BROKEN WING (Pantea Productions): Fringe Review 29.2

The timely BROKEN WING, offered to the FringeArts festival in an beautifully executed performance by Pantea Productions, tells the story of a brash American photographer (Bob Stineman) who, while traveling in Iran, sleeps with his host’s young wife Arezoo. Arezoo, played by Leila Ghaznavi (who’s also the playwright), is crushed by the outcome in a tragedy of manners. This production smartly manages to dish out long lessons on the delicate balance of the culture clash without sounding didactic, and could be eye-opening to many viewers.

Broken-Wing_Leila-and-Pantea-Productions-1500x1579This original piece, which did very well at the Edinburgh Fringe Festival, makes a curious mistake: it misses the crushing irony of the play’s ending, opting for beauty where there is only deepest chagrin. Can we, with a straight face, buy that Arezoo achieved freedom? Careful viewers might be troubled, too, by the play’s reliance on the male narrative, and the reduction of the main female character to little more than a symbol of beauty and innocence, when discussing an issue which certainly should place a woman’s story central. The set (Kit Stolen) is opulent and immersive, and Mal Whyte offers a masterful portrayal of Arezoo’s father/husband Ali, the “good” man holding all of the power, who understands both cultures and is unable to erase the evil in either, or even to cleanse them from himself. [Studio X, 1340 13th St.] Sept. 10-19, 2014. fringearts.com/broken-wing.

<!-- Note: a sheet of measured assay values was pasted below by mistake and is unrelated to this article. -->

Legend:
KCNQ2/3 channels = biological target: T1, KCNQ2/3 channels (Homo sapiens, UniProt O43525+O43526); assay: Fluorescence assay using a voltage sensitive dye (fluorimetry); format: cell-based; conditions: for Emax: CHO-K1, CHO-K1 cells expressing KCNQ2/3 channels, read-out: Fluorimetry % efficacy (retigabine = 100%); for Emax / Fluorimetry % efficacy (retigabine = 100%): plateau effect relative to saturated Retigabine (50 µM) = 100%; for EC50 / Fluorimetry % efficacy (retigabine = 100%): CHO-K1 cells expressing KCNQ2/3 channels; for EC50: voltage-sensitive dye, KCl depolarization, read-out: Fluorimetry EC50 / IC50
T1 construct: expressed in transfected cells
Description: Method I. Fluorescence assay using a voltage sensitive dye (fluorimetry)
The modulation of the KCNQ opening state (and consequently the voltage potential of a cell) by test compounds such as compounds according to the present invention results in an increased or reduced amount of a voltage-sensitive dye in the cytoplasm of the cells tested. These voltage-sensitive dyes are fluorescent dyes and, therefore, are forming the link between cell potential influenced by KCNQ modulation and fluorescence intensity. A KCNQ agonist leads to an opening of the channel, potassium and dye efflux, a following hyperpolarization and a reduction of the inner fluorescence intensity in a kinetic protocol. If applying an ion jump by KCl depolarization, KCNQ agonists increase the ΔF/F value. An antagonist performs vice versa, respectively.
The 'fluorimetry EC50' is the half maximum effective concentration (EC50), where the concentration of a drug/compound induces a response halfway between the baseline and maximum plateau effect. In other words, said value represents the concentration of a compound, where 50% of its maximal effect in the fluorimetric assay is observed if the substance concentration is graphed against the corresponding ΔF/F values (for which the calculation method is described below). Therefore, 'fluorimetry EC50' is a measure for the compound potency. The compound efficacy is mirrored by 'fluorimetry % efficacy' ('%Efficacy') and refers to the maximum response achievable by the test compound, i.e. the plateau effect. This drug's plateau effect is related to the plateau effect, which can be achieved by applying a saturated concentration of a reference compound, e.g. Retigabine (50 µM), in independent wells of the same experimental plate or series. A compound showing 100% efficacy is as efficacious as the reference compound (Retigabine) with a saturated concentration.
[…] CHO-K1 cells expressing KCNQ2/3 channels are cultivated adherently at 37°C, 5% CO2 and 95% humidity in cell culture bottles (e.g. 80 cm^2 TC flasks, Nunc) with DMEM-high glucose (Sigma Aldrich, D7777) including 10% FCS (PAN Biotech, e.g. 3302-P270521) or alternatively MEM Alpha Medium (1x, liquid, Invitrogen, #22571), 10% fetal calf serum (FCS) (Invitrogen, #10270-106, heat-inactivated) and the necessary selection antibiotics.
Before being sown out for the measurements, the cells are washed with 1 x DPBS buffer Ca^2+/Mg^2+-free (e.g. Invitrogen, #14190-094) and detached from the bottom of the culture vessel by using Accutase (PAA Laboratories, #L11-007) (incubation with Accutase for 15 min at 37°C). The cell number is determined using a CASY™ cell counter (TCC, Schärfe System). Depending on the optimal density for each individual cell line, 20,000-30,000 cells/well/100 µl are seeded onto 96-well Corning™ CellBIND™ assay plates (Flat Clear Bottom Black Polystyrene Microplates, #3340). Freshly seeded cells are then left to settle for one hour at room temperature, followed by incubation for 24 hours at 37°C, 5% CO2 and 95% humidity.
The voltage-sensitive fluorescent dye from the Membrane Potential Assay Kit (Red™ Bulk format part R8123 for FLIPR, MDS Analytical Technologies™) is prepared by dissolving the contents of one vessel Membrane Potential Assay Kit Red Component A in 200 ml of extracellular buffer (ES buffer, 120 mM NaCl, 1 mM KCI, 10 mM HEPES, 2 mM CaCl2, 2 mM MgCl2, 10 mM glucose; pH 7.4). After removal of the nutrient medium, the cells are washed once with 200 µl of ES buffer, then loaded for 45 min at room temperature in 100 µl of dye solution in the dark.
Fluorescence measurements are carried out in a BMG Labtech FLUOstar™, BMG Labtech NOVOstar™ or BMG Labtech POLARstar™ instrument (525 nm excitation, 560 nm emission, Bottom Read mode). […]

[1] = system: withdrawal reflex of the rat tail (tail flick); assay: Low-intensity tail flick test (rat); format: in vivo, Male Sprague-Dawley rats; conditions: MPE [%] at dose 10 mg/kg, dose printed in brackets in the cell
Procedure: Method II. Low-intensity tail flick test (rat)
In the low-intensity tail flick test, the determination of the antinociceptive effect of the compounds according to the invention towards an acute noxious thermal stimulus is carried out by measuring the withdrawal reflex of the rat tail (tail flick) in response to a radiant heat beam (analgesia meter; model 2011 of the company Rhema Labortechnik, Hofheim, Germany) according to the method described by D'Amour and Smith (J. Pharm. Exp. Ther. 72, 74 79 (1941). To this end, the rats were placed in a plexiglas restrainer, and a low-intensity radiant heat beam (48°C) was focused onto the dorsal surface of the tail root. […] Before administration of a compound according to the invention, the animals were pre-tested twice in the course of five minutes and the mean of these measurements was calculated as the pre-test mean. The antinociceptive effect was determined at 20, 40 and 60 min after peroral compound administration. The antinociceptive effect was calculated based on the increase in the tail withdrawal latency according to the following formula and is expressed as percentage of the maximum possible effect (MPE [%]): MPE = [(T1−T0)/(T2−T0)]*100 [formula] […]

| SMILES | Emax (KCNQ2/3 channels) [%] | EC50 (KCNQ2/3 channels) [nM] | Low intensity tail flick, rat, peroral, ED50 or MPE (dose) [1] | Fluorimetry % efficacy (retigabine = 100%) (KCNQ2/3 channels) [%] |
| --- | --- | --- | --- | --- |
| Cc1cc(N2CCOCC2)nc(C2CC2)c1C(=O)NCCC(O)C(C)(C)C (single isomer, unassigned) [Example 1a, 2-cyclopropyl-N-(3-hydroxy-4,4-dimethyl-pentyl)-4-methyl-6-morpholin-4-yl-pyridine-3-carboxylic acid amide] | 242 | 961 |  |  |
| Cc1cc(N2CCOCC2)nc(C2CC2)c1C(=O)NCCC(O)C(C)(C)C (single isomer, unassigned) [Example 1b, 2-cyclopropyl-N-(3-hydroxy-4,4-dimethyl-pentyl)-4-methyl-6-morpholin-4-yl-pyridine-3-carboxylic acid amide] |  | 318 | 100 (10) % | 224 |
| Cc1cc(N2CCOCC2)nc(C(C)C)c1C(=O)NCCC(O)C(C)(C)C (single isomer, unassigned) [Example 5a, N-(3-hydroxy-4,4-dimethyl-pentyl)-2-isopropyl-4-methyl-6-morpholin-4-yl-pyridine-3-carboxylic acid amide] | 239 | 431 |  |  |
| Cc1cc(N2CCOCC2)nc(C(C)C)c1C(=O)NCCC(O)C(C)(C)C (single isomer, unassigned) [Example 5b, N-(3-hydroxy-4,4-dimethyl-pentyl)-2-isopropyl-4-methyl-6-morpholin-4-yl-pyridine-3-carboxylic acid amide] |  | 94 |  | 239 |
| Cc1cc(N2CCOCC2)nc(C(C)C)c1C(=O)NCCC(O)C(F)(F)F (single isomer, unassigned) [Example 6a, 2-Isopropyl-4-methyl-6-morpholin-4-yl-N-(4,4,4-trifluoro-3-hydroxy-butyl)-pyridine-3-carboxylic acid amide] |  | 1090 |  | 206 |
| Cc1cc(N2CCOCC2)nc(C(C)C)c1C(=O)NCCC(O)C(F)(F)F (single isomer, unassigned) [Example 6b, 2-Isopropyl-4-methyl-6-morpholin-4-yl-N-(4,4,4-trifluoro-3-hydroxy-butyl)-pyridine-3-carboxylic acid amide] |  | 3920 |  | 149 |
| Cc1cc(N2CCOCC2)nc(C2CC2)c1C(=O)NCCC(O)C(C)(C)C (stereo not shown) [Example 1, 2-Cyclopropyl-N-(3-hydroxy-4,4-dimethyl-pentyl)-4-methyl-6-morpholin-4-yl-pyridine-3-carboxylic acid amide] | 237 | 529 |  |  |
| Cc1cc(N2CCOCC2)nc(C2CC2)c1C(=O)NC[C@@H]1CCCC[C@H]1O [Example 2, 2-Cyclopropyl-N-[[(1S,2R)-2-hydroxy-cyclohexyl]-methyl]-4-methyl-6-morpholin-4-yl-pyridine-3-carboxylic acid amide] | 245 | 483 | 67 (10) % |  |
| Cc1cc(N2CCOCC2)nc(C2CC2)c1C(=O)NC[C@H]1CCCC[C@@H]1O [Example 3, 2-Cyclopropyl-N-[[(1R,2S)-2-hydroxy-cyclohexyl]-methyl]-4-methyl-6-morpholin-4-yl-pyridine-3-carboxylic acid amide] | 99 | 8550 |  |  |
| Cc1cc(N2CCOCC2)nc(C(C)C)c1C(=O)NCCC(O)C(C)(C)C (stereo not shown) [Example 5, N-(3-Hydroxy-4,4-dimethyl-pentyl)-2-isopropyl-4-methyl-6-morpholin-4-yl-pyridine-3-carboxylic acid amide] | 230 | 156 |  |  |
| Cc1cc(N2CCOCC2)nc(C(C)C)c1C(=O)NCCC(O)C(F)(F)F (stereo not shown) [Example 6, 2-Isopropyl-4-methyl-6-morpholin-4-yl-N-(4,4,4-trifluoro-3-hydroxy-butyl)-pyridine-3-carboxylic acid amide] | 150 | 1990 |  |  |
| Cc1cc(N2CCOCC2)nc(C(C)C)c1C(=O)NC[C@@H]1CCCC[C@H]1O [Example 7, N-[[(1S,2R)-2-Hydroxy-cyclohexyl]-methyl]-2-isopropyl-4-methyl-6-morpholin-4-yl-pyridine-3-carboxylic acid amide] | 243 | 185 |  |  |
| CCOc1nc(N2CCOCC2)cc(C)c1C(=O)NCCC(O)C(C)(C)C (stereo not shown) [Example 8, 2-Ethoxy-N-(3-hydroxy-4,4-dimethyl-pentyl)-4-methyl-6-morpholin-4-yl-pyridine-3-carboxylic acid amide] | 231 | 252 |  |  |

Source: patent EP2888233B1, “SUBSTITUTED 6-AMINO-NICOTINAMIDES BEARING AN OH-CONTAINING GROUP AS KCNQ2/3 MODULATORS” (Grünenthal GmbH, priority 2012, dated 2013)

Read another Phindie review of BROKEN WING, by Ninni Saajola.

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About the author

Julius Ferraro

Julius Ferraro is a journalist, playwright, performer, and project manager in Philadelphia. He is co-founder of Curate This and editor-in-chief of thINKingDANCE. His recent plays include Parrot Talk, Micromania, and The Death and Painful Dismemberment of Paul W. Auster.